Another Australian business is joining the charge towards a four-day work week.
A federal parliamentary committee report released earlier this year backed plans for the alternative work structure, including support for the controversial 100:80:100 model of productivity.
Under the model, staff are paid the same salary as if they worked a five-day week, with the same workload, but are only rostered on four days each week.
Family-owned business EES Shipping in Perth have jumped on the bandwagon, with managing director Brian Hack believing the workplace shake-up could to boost staff productivity.
“So we want 100 per cent output for 80 per cent of the time but 100 per cent pay,” he told Nine News.
ESS shipping has joined the movement towards a four-day work week. Picture: NCA NewsWire/Simon Bullard.
The team rotates through the week with one day off on either Tuesday, Thursday or Friday.
“Staff morale is up, productivity is up,” Mr Hack said, adding that there had been less sick days since the new roster was implemented.
“I believe this is the way forward and we’re just jumping the gun.”
Health researchers from the University of South Australia released the findings of a study last month that supported the health benefits of a three-day weekend.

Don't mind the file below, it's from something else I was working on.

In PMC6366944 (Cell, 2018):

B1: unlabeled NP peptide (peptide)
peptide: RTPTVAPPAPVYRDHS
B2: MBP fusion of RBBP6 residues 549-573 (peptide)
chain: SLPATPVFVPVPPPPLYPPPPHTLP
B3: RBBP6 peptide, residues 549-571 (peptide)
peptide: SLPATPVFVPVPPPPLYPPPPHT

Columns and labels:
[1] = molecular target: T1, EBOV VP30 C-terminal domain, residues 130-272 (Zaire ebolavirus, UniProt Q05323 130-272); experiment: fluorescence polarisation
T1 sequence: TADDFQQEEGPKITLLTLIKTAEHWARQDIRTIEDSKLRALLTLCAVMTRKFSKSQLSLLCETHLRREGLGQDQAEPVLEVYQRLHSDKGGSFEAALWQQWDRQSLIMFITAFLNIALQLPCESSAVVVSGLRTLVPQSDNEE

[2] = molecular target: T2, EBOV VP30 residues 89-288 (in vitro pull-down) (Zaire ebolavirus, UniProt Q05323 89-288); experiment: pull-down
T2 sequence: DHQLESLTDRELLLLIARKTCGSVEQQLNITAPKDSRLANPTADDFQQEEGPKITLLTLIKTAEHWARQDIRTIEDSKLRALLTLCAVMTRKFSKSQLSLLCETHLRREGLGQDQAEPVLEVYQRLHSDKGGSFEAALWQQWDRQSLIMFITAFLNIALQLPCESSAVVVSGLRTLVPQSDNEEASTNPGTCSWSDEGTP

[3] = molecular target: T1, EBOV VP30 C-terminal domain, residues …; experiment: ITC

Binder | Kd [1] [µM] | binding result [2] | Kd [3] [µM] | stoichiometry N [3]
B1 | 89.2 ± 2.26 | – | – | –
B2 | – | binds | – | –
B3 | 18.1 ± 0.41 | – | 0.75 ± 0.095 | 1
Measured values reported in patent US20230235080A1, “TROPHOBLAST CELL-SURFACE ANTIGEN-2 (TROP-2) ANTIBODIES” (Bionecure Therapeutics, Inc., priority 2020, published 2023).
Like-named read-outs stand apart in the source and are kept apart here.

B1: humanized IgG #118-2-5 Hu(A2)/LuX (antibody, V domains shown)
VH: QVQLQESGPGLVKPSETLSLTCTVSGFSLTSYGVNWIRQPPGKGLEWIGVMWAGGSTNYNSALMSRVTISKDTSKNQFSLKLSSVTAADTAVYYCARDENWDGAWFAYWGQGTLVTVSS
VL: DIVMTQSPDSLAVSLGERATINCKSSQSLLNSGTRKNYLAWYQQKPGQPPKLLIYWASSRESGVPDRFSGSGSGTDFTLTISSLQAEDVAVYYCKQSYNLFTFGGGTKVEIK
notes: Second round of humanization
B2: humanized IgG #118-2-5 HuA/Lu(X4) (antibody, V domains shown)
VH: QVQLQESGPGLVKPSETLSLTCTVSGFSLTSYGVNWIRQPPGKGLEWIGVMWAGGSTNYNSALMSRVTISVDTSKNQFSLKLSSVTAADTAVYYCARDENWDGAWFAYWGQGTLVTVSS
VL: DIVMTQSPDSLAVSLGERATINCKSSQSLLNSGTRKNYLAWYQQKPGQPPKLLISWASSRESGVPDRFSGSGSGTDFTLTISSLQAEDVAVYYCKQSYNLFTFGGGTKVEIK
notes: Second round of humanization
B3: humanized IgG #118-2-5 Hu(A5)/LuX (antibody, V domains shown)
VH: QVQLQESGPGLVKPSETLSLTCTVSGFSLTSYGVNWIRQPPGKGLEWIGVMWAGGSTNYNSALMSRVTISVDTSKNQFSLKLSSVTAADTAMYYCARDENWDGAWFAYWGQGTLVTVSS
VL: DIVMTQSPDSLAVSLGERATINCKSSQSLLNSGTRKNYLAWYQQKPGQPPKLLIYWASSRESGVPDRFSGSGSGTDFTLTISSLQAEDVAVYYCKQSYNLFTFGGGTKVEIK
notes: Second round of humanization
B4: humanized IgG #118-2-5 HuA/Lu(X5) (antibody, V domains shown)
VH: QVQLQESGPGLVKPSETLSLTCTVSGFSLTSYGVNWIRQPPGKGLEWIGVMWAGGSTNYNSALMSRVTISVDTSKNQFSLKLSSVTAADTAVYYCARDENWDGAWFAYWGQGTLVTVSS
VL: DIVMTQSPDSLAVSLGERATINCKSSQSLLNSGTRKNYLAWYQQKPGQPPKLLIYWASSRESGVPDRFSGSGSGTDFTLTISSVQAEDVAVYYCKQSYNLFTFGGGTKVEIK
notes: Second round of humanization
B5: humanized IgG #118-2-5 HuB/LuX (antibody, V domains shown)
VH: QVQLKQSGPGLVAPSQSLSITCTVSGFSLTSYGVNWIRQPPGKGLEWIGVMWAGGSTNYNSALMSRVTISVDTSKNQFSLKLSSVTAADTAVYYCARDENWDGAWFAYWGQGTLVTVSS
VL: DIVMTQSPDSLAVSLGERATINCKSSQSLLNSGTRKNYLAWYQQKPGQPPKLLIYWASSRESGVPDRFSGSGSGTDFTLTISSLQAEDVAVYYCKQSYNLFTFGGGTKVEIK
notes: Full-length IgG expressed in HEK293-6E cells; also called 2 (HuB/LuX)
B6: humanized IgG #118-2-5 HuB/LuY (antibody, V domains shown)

Senior researcher Carol Maher said the research showed major improvements in participants’ sleep quality and physical activity with recognisable flow-on impacts for mental health.
The Perth business said staff morale and productivity is up. Picture: Nine News
The researchers also found even after the weekend, sleep quality remained elevated for up to two weeks, providing support for the move towards a four-day week.
Oxfam Australia became the first company to offer staff a four-day work week after the landmark federal report was released in March.
The non-profit organisation proposed a six-month trial of the new work roster without any sacrifice to their 97 employees salaries.